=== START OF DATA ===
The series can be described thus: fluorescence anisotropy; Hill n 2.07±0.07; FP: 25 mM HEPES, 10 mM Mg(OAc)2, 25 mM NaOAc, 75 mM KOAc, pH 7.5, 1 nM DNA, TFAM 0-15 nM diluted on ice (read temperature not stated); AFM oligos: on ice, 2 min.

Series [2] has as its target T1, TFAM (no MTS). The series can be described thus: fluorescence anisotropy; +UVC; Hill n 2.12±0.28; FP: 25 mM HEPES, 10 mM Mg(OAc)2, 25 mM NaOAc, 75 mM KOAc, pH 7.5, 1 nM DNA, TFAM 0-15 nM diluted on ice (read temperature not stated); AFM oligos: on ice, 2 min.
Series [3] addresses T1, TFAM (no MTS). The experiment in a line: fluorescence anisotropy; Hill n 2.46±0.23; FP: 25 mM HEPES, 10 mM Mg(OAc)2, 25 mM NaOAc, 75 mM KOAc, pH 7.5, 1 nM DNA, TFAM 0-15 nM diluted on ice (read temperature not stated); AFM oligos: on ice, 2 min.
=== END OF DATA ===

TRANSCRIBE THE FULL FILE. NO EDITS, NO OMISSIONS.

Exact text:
The series can be described thus: fluorescence anisotropy; Hill n 2.07±0.07; FP: 25 mM HEPES, 10 mM Mg(OAc)2, 25 mM NaOAc, 75 mM KOAc, pH 7.5, 1 nM DNA, TFAM 0-15 nM diluted on ice (read temperature not stated); AFM oligos: on ice, 2 min.

Series [2] has as its target T1, TFAM (no MTS). The series can be described thus: fluorescence anisotropy; +UVC; Hill n 2.12±0.28; FP: 25 mM HEPES, 10 mM Mg(OAc)2, 25 mM NaOAc, 75 mM KOAc, pH 7.5, 1 nM DNA, TFAM 0-15 nM diluted on ice (read temperature not stated); AFM oligos: on ice, 2 min.
Series [3] addresses T1, TFAM (no MTS). The experiment in a line: fluorescence anisotropy; Hill n 2.46±0.23; FP: 25 mM HEPES, 10 mM Mg(OAc)2, 25 mM NaOAc, 75 mM KOAc, pH 7.5, 1 nM DNA, TFAM 0-15 nM diluted on ice (read temperature not stated); AFM oligos: on ice, 2 min.